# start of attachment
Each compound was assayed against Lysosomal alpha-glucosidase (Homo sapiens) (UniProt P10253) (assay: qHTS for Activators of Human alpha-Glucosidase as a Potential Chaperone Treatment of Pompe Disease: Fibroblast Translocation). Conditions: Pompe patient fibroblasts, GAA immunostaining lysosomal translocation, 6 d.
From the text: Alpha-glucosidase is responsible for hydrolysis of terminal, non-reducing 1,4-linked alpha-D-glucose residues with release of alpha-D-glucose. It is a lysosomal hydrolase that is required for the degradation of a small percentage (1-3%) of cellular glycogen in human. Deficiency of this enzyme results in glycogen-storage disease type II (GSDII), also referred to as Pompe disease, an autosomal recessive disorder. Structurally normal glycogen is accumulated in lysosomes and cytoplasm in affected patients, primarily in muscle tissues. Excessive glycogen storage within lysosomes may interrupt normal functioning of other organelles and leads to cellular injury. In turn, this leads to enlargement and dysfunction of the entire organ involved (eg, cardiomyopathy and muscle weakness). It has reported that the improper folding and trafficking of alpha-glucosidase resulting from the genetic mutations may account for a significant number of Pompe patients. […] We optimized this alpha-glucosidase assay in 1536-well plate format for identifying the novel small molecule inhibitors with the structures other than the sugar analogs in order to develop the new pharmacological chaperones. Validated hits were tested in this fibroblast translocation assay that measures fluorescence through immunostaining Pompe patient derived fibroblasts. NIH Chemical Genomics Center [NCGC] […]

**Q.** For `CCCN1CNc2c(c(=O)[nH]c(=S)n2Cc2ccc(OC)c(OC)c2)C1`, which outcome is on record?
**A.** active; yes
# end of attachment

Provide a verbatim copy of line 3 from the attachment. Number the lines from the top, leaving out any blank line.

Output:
**Q.** For `CCCN1CNc2c(c(=O)[nH]c(=S)n2Cc2ccc(OC)c(OC)c2)C1`, which outcome is on record?